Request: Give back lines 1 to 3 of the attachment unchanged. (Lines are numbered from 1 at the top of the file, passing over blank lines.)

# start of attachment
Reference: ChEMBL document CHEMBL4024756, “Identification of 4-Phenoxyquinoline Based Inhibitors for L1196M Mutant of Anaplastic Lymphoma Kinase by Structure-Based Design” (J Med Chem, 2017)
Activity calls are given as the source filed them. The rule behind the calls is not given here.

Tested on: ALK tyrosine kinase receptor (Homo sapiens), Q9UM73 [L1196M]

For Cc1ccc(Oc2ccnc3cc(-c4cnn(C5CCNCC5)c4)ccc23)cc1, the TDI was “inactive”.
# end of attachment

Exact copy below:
Reference: ChEMBL document CHEMBL4024756, “Identification of 4-Phenoxyquinoline Based Inhibitors for L1196M Mutant of Anaplastic Lymphoma Kinase by Structure-Based Design” (J Med Chem, 2017)
Activity calls are given as the source filed them. The rule behind the calls is not given here.

Tested on: ALK tyrosine kinase receptor (Homo sapiens), Q9UM73 [L1196M]